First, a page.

Two kinds of pain

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Boys Varsity Cross Country Runner Franklin Rice twisted his ankle, injuring it further by continuing to run on it.

Sarah Schisla, Scot Scoop Editor-in-Chief

“Just finish this race.” This is what Boys Varsity Cross Country runner Franklin Rice thought as he forced himself across the finish line on an ankle he had injured days earlier. After twisting his ankle playing ultimate Frisbee, Rice continued to play rather than sitting out. He said, “I was enjoying myself so I decided to keep playing.” Whereas he may have recovered for his next cross country meet if he had rested his ankle, he was unfit to participate when it came time for his event. In the pressure of the situation, he decided to race anyway. Rice said, “I kept running and suffered the consequences. Trying to be tough and run off the pain came back to bite me and now I’m gonna be out for a [while.]” This is the outcome of continued use of an injured body part. As an athlete, it is important to be able to distinguish between soreness and acute pain. One can be worked through, but the other can put an athlete out for weeks if not the entire season. Soreness while working out can be a sign that one’s body is developing. For Carlmont student athletes, who practice up to six days every week, muscle soreness is to be expected. “The issue is when you get a pain that’s recurring. If it comes back after you think it’s gone, then you have a problem,” said Rice. These chronic issues most often stem from continuing to play or returning too soon with an injury, as Rice did. Carlmont Athletic Trainer Jessie Little said, “If you play with an injury, you are making your body work harder. [It] will be compensating for the issue and not healing. Every time you reinjure yourself, you start the healing process over again.” In this respect, it is wiser to rest the injured body part, take care of it, and get back to playing. To determine whether an injury is something to rest or work through, JV Girls Basketball Assistant Coach Jackie Nelson said, “Immediately try to walk it out, but don’t work it too hard. If it doesn’t get better, take more time off.” If an athlete does sit out, Nelson said, “Continue training to keep the other parts of your body fit, or you won’t come back 100% like a professional athlete.” Nelson generally advises continuing to play on a minor injury, but only if it shows improvement after walking around and if the athlete has “full motion” of the body part. She still said, “Be a little bit protective of that spot.” Rice is determined to get back to running cross country with his team as soon as possible, but he has learned that it is worth sitting out for a day or two after an injury rather than being benched for much longer. During practice, a teammate called over to ask why Rice was not running that day. He shouted back that he had twisted his ankle and said, “Give me a week or so.”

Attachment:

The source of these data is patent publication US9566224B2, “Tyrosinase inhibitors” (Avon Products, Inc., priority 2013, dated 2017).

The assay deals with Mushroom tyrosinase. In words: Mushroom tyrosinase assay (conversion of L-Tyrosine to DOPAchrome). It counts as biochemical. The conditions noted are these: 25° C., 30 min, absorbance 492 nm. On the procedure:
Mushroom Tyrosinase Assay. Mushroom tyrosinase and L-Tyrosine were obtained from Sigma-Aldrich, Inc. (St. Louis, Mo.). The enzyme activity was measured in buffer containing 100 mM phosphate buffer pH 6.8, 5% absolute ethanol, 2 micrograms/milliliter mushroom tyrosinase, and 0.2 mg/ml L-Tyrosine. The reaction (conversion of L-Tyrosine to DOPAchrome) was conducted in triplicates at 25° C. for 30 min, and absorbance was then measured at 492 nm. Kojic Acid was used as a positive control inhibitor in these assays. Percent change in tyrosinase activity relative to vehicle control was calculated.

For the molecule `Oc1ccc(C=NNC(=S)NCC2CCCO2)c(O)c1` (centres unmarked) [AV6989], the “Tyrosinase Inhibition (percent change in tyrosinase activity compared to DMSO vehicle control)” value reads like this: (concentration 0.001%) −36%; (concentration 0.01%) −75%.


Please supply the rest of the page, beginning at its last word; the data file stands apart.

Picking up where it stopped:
Junior Cody Campbell took time off of playing varsity water polo for a shoulder injury. After his break, Campbell is once again able to play during matches as well as participate in exercises such as lifting weights and doing push-ups.
Junior Cody Campbell took time off of playing varsity water polo for a shoulder injury. After his break, Campbell is once again able to play during matches as well as participate in exercises such as lifting weights and doing push-ups.
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